Allstate in Sandy, Larry H. Miller car dealerships in South Jordan, and the Utah Opera downtown have all benefited from community outreach from NAMI Utah. Local technology company IM Flash/Micron in Lehi has even booked NAMI for monthly presentations for its 1,700 employees.

“We get a lot of requests from the community and want to move beyond statistics and data – to a personal connection,” he said.

Finding one’s own power

Story-telling not only informs others, but is therapeutic for those sharing their stories.

One profound example is the personal growth of a young woman named Brooke Searle. 

Searle, who struggled with depression, anxiety, guilt and fear and other emotions as a member of the LGBT community, worked with Powell and then got the courage to be a speaker at February’s “Rally for Recovery” at the Capitol.

The result was, Powell said, profound. “The empowerment from [her] speaking has allowed her, for the first time, to post her art.”

“I knew one day my prints would come,” the playful artist posts on Facebook. 

Emphasis on teen mental health 

Teen mental health is personal for Powell.

The son of an abusive chief of police in Ogden, young Powell felt suicide, versus enduring another day, was his best option. “There were a lot of guns in the home,” he recalled. “I took a shotgun to some nearby dirt fields,” he said and then paused, “My intention was to take a gun and kill myself.”

One of his father’s colleagues happened along, honored the privacy of the situation and took the boy home, without a word to his father. The officer started showing up more often at the home, enrolled young Powell in a summer camp and got him into youth sports.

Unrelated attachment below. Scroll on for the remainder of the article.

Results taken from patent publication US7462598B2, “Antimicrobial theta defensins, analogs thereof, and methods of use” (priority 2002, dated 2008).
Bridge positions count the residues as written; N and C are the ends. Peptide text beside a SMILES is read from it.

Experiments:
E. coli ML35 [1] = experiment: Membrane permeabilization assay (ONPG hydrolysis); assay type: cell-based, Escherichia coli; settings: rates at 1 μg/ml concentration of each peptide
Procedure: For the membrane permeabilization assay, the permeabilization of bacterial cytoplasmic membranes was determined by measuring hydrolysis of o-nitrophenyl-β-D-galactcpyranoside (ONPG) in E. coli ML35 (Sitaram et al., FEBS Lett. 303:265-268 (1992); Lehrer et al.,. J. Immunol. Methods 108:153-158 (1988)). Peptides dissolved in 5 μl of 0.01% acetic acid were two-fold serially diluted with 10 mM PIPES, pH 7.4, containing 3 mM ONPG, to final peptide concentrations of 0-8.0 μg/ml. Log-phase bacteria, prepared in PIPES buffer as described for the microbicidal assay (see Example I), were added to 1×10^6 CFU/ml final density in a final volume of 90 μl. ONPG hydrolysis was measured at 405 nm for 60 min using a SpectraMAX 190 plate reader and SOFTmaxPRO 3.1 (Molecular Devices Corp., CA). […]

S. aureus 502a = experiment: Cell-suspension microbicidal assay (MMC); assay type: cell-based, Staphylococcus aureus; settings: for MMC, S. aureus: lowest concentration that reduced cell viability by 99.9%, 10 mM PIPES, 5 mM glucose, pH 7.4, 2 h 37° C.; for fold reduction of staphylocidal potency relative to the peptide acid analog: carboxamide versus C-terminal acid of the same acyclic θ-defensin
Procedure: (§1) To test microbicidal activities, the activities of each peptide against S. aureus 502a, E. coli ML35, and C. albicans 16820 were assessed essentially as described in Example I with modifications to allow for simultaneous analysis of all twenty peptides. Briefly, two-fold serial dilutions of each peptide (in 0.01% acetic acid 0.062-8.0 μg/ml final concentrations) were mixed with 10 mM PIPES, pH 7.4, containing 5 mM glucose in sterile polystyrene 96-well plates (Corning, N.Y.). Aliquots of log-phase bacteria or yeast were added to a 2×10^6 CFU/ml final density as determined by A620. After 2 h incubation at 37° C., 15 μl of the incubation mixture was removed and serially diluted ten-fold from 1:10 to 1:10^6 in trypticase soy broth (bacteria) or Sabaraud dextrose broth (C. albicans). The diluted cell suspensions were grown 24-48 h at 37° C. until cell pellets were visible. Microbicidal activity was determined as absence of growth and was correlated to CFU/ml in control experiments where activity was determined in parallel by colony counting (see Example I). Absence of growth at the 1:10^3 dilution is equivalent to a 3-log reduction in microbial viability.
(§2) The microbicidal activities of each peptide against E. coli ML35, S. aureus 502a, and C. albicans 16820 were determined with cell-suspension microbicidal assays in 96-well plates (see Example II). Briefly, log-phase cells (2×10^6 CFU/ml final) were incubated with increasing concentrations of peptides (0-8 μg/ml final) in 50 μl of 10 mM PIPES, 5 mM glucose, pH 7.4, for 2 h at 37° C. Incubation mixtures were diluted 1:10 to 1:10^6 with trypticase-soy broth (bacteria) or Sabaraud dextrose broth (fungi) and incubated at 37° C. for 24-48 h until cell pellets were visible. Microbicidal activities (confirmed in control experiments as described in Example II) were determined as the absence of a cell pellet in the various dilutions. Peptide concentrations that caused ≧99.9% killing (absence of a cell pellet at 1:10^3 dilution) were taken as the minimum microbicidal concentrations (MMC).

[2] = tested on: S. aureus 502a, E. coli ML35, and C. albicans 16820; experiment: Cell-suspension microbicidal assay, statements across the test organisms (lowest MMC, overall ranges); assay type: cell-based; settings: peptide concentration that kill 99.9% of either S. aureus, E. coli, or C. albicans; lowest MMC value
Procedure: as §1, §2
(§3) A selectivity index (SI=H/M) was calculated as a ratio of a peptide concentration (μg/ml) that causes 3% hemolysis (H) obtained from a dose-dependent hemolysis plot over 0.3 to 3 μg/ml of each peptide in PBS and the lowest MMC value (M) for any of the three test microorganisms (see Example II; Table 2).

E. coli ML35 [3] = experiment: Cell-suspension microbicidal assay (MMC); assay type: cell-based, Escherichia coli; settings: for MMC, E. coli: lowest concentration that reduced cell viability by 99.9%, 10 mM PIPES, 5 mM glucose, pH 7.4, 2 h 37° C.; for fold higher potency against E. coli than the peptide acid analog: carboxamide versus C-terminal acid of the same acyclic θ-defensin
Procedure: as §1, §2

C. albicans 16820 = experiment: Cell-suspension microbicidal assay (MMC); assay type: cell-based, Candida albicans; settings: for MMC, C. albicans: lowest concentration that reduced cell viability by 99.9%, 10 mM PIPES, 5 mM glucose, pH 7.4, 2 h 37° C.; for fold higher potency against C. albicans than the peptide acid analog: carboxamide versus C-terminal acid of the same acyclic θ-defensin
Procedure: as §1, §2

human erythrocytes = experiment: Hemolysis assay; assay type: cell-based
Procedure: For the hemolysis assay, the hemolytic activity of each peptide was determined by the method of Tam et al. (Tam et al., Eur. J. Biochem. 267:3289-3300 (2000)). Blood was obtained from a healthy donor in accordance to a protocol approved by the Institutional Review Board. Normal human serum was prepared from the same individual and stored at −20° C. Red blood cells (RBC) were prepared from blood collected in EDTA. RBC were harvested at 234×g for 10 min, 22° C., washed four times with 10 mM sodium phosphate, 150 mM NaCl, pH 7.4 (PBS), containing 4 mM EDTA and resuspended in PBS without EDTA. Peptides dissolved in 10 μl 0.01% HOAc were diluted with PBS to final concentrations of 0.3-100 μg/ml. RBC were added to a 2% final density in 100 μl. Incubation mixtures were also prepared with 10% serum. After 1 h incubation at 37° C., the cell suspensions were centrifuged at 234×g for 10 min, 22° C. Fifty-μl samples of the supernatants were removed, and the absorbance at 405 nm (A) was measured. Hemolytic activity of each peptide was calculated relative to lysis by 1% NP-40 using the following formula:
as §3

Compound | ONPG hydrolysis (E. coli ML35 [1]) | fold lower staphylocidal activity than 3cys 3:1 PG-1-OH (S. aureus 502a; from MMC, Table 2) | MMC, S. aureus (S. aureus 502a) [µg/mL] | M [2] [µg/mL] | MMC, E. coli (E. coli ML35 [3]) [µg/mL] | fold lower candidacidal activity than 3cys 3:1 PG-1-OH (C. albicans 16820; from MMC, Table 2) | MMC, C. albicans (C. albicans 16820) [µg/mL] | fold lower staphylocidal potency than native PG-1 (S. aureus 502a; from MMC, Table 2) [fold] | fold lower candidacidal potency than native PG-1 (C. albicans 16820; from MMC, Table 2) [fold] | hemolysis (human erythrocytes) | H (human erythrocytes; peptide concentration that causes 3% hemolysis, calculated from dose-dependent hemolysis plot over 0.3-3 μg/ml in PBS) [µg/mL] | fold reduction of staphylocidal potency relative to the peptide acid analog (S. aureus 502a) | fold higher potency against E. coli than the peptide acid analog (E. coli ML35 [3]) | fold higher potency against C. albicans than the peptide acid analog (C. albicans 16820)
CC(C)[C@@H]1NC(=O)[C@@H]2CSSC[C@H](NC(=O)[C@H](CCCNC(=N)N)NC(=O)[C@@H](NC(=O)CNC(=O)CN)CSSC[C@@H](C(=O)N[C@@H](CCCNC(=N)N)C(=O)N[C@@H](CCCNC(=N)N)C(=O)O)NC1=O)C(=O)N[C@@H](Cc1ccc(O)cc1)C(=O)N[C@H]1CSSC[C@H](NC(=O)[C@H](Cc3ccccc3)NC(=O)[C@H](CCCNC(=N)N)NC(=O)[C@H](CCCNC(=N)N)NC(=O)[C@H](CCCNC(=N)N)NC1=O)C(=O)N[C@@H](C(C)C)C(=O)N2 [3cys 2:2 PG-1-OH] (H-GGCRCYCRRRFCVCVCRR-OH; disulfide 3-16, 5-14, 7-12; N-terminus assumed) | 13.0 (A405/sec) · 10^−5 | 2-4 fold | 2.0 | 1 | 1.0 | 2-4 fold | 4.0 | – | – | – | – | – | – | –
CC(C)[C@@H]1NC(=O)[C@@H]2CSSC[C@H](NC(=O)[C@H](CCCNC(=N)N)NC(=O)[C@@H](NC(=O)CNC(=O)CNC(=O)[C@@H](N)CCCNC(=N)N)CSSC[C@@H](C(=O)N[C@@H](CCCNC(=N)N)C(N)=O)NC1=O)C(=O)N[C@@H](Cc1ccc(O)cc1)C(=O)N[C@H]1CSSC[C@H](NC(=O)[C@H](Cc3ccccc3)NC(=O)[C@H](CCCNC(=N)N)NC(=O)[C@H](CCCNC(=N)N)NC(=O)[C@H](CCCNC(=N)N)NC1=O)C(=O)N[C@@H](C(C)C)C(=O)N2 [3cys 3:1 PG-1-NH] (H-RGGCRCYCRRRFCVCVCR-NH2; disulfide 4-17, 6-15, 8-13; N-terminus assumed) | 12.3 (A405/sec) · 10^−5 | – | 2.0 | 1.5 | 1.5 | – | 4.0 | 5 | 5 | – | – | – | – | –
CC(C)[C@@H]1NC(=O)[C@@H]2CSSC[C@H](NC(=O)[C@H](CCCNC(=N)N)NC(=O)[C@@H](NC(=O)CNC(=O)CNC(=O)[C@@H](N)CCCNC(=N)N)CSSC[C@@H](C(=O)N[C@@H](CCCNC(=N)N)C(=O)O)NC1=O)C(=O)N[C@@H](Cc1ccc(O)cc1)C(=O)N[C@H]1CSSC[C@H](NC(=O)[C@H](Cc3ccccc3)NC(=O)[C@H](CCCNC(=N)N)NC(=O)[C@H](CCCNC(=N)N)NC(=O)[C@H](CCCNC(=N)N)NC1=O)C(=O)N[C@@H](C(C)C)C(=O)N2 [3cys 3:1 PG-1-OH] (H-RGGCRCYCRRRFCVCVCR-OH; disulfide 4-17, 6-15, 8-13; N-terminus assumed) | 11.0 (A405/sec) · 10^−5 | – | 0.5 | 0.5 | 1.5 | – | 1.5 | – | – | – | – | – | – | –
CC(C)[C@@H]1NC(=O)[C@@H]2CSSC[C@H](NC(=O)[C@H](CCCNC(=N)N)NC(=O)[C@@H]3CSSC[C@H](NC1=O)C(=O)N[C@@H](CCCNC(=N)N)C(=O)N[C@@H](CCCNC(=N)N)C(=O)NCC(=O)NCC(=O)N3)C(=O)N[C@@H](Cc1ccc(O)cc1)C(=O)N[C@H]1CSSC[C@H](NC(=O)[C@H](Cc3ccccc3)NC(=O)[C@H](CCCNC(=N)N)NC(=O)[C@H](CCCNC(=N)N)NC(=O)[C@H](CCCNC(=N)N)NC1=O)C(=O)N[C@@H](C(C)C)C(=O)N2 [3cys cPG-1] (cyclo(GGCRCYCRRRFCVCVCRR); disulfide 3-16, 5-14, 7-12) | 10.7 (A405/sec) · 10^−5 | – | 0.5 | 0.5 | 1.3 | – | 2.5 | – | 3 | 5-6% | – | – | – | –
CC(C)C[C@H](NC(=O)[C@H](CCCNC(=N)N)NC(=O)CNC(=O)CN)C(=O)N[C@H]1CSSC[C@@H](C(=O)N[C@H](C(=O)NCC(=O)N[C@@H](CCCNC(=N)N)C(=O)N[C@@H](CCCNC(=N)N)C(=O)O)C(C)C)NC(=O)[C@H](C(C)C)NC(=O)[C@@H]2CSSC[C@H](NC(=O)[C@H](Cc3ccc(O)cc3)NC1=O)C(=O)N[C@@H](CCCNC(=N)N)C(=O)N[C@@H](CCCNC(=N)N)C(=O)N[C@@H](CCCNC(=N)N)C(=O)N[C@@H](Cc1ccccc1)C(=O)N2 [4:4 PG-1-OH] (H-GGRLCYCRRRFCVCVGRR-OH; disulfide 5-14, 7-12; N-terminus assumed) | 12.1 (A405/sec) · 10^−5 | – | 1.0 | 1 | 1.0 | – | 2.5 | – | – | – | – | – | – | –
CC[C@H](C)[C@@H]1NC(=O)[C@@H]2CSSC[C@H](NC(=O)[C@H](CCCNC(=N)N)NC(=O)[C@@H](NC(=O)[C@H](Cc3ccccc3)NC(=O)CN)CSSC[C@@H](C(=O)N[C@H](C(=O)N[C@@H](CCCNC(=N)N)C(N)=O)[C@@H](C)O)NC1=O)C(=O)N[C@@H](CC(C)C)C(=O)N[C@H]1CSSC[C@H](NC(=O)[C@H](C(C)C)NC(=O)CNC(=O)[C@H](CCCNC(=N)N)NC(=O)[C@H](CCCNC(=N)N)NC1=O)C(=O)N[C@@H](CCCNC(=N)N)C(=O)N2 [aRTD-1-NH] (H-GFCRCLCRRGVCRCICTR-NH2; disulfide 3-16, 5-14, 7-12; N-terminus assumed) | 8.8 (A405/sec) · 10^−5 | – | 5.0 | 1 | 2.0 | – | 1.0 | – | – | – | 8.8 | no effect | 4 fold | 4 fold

Powell wants to help kids see options as early as possible.

“In Herriman, the schools called after the suicides. What we want to do is be more proactive and guide the conversation, before a tragedy, like a suicide, occurs,” he noted.


“Ending the silence” is essential, Powell declared. “The idea is just getting people talking about it – how to be more comfortable having these conversations.”

A quick response

Julia Moncur, like Powell, has struggled with ideas of suicide since age 12.

Key to her staying healthy is her volunteering for NAMI, teaching a six-week course to teens. While teaching, she experienced an “a ha” moment, where the teen taught her more than her schoolwork. In a recent class she taught, there was “an extremely disruptive kid, talking, distracted, clearly some ADHD,” she said. “My co-teacher wanted to have him excused from the class, but I could tell that he wanted to be there and wanted to stick with it a little bit longer.”

Moncur, a 22-year old who just graduated from the University of Utah in psychology and whose goal is to pursue psychology, was spot-on with her hunch. “Charlie’s mom said he would come home after the class and share all that he had learned. I had no idea that he was getting everything out of the class from how he was behaving. This experience showed me it is easy to get frustrated with somebody, when you don’t know their story.”

Kids in need of mental health therapy can be made to wait six months for an opening to surface, said Moncur. NAMI offers a free alternative, where kids can not only repeat the sessions as often as they wish/need, but can have their needs escalated. Moncur said a boy in class “had said some alarming things.” She visited with NAMI’s programs director and got him seen immediately.

Resources

NAMI’s Mentor Help Line
801-323-9900

National Suicide Prevention Lifeline
1-800-273-8255

Safe Utah Smartphone Crisis Text and Tip Line
https://healthcare.utah.edu/uni/safe-ut/

UNI Mobile Crisis Outreach teams will send a licensed clinical social worker and peer support specialist to home, school or business for anyone struggling with mental illness or thoughts of suicide. Available 24/7. Confidential and free. 801-587-3000